MSM 224: Spewing Forth: Alternate Show Weeks

Presented in collaboration with the Association for Middle Level Education.

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Jokes You Can Use:

One Halloween a man was walking down the street and heard a thumping noise behind him. Looking behind him he saw a coffin following him, upright. He was a bit nervous and began walking a little bit faster. The coffin continued, “thumpety thump, thumpety thump”. He began running and the coffin kept up and began opening and closing, “”thumpety thump, thumpety thump clap, “thumpety thump, thumpety thump clap”. Terrified he ran to his front door, and went inside, slamming the door and locking it. The coffin continued, “thumpety thump, thumpety thump – CRASH” it came right through the door, He ran up the stairs, and right behind him, “thumpety thump, thumpety thump clap, “thumpety thump, thumpety thump clap”. He rushed into the bathroom and slammed the door, but the coffin broke through the door – “thumpety thump, thumpety thump crash”. Terrified the man grabbed the first thing he could, a bottle of Robutusin and threw it – and the coffin stopped!

One psychologist greets another on the street: “You’re fine, how am I?”

Socrates came upon an acquaintance that ran up to him excitedly and said, “Do you know what I just heard about one of your students?” “Just a minute,” Socrates replied. “Before you tell me I’d like you to pass a little test. It’s called the Test of Three. “The first test is Truth. Are you sure that what you will say is true? “Oh no,” the man said, “Actually I just heard about it.” “So you don’t really know if it’s true, Socrates said. Now let’s try the second test, the test of Goodness. Is what you are about to tell me about my student something good?” “No, on the contrary..” “So,” Socrates interrupted, “you want to tell me something bad about him even though you’re not certain it’s true?” The man shrugged, rather embarrassed. Socrates continued. “You may still pass though, because there is a third test, the filter of Usefulness. Is what you want to tell me about my student going to be useful to me at all?” “Well it, not really..” “Well, concluded Socates, “If what you want to tell me is neither True nor good nor ever Useful, why tell it to me at all?” The man was defeated and ashamed. This is the reason Socrates was held in such high esteem. It also explains why he never found out what Plato was up to.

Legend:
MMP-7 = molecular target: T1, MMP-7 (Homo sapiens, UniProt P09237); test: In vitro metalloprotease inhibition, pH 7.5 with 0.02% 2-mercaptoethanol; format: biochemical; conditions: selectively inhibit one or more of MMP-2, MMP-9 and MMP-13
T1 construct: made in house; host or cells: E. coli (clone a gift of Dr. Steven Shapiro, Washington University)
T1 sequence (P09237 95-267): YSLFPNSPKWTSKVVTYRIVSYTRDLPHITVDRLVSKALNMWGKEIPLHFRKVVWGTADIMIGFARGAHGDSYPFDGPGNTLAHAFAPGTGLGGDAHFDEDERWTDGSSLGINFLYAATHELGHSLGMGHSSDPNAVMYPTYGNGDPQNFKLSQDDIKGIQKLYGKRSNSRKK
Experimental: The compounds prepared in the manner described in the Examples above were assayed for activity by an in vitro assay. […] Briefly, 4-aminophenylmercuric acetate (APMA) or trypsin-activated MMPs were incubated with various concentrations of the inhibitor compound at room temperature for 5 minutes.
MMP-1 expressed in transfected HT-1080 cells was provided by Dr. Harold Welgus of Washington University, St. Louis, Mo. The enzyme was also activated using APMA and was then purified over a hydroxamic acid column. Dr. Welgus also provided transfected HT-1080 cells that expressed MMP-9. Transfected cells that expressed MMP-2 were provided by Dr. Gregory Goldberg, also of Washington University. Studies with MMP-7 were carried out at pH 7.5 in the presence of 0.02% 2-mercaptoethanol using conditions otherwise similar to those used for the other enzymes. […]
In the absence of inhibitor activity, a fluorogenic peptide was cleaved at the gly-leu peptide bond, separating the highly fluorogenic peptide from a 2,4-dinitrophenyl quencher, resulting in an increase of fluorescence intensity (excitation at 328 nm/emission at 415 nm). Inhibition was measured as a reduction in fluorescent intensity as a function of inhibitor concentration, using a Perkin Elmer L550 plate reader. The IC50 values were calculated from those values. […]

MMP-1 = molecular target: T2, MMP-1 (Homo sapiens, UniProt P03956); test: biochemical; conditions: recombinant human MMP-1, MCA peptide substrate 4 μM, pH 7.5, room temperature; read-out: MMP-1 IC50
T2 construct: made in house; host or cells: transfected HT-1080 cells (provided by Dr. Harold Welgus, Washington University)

Last Wish

Lifelong football fan Danny Webber had one last wish – to meet QB Andrew Luck and the Indianapolis Colts. With help from the Colts organization and wonderful workers at the Heritage House, his wish was granted. Watch as Inside the NFL cameras were there to capture this truly heart-warming story.

Middle School Science Minute

by Dave Bydlowski (k12science or

Volcano Safety
This podcast is based on the Question of the Month from the Scope on Safety section of the October, 2012 issue of Science Scope, a magazine for middle school science teachers, published by the National Science Teachers Association.  The question of the month is written by Ken Roy, director of environmental health and safety for Glastonbury Public Schools in Glastonbury, Connecticut.

The question of the month deals with the use of ammonium dichromate in the classroom.

We won’t blow our tops on this one.

From the Twitterverse:

* Orion School View ‏@OrionSchoolView
ALL teachers should read this! Ten Commandments For Educators Who Teach Kids on the Autism Spectrum  via @EnabledKids
* Valerie Lees ‏@ValerieLeessd36
This is what interdisciplinary learning can give us:students offer overnight solution to gas station crises #Sandy  #fb
* Kevin J. Galbraith ‏@KevG
How Are Districts Covering the Tech. Costs of Common Core?
* Diane Ravitch ‏@DianeRavitch
Do you have your armband? “Just let me teach.” …
* Scott McLeod ‏@mcleod
China as number two — or even number three
* Catherine Flippen ‏@CatFlippen
Instead of teachers evaluating other teachers, use method called “Idea Bandit”–visit a classroom, “steal” a great idea. #edadmin
* Eye On Education ‏@eyeoneducation
How to Design Open-Ended Assignments to Meet the #CommonCore  #edchat #ccss #engedu #literacy #ccchat
* Emily Wyble ‏@wyblee
#edcampGR presenters switching back and forth on the Apple TV between the iPad mini and the “regular.” Co-teaching possibilities?
* Kevin Creutz ‏@kevcreutz
Three Video Explanations of Why We Change Our Clocks This Weekend  via @rmbyrne #edtech
* Larry Ferlazzo ‏@Larryferlazzo
Ideas for English Language Learners | ‘Gangnam Style,’ ‘Emotion Words’ and More
* Scott McLeod ‏@mcleod